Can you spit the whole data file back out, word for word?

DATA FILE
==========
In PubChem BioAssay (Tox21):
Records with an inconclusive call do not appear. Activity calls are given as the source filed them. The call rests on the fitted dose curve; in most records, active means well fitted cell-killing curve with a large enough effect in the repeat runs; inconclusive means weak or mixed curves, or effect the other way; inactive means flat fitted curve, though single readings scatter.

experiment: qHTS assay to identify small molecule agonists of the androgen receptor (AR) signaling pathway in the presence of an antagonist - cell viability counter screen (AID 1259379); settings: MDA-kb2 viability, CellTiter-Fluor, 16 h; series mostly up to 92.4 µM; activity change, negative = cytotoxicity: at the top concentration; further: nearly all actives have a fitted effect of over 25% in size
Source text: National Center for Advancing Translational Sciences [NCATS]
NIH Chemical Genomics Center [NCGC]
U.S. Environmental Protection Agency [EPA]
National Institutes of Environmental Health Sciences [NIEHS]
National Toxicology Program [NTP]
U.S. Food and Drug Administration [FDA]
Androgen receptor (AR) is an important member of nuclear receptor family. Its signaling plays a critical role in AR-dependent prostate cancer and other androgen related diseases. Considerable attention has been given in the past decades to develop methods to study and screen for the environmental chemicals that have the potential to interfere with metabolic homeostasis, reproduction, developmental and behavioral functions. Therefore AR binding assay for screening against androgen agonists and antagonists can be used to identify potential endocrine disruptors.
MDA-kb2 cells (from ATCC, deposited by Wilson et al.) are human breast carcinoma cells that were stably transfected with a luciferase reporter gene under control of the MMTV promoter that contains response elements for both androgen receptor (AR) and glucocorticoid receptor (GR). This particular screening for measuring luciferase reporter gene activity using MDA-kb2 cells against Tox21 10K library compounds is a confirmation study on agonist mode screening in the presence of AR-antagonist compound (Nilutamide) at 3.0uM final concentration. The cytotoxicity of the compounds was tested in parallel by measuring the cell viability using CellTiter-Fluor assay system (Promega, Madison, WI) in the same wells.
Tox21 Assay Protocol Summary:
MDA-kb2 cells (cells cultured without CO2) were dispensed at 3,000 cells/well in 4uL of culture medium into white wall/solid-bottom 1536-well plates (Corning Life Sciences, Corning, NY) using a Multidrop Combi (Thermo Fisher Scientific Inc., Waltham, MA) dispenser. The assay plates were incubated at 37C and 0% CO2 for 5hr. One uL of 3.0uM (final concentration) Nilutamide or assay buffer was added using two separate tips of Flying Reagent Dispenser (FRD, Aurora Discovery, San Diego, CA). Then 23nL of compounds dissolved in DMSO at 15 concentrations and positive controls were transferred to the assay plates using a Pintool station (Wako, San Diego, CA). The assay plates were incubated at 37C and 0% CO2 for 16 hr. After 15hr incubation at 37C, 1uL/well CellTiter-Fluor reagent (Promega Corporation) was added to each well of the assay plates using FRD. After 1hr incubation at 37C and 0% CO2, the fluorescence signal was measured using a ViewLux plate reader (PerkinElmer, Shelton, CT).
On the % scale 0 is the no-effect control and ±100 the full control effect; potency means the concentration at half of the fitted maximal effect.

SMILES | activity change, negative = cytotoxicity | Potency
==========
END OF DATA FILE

In PubChem BioAssay (Tox21):
Records with an inconclusive call do not appear. Activity calls are given as the source filed them. The call rests on the fitted dose curve; in most records, active means well fitted cell-killing curve with a large enough effect in the repeat runs; inconclusive means weak or mixed curves, or effect the other way; inactive means flat fitted curve, though single readings scatter.

experiment: qHTS assay to identify small molecule agonists of the androgen receptor (AR) signaling pathway in the presence of an antagonist - cell viability counter screen (AID 1259379); settings: MDA-kb2 viability, CellTiter-Fluor, 16 h; series mostly up to 92.4 µM; activity change, negative = cytotoxicity: at the top concentration; further: nearly all actives have a fitted effect of over 25% in size
Source text: National Center for Advancing Translational Sciences [NCATS]
NIH Chemical Genomics Center [NCGC]
U.S. Environmental Protection Agency [EPA]
National Institutes of Environmental Health Sciences [NIEHS]
National Toxicology Program [NTP]
U.S. Food and Drug Administration [FDA]
Androgen receptor (AR) is an important member of nuclear receptor family. Its signaling plays a critical role in AR-dependent prostate cancer and other androgen related diseases. Considerable attention has been given in the past decades to develop methods to study and screen for the environmental chemicals that have the potential to interfere with metabolic homeostasis, reproduction, developmental and behavioral functions. Therefore AR binding assay for screening against androgen agonists and antagonists can be used to identify potential endocrine disruptors.
MDA-kb2 cells (from ATCC, deposited by Wilson et al.) are human breast carcinoma cells that were stably transfected with a luciferase reporter gene under control of the MMTV promoter that contains response elements for both androgen receptor (AR) and glucocorticoid receptor (GR). This particular screening for measuring luciferase reporter gene activity using MDA-kb2 cells against Tox21 10K library compounds is a confirmation study on agonist mode screening in the presence of AR-antagonist compound (Nilutamide) at 3.0uM final concentration. The cytotoxicity of the compounds was tested in parallel by measuring the cell viability using CellTiter-Fluor assay system (Promega, Madison, WI) in the same wells.
Tox21 Assay Protocol Summary:
MDA-kb2 cells (cells cultured without CO2) were dispensed at 3,000 cells/well in 4uL of culture medium into white wall/solid-bottom 1536-well plates (Corning Life Sciences, Corning, NY) using a Multidrop Combi (Thermo Fisher Scientific Inc., Waltham, MA) dispenser. The assay plates were incubated at 37C and 0% CO2 for 5hr. One uL of 3.0uM (final concentration) Nilutamide or assay buffer was added using two separate tips of Flying Reagent Dispenser (FRD, Aurora Discovery, San Diego, CA). Then 23nL of compounds dissolved in DMSO at 15 concentrations and positive controls were transferred to the assay plates using a Pintool station (Wako, San Diego, CA). The assay plates were incubated at 37C and 0% CO2 for 16 hr. After 15hr incubation at 37C, 1uL/well CellTiter-Fluor reagent (Promega Corporation) was added to each well of the assay plates using FRD. After 1hr incubation at 37C and 0% CO2, the fluorescence signal was measured using a ViewLux plate reader (PerkinElmer, Shelton, CT).
On the % scale 0 is the no-effect control and ±100 the full control effect; potency means the concentration at half of the fitted maximal effect.

SMILES | activity change, negative = cytotoxicity | Potency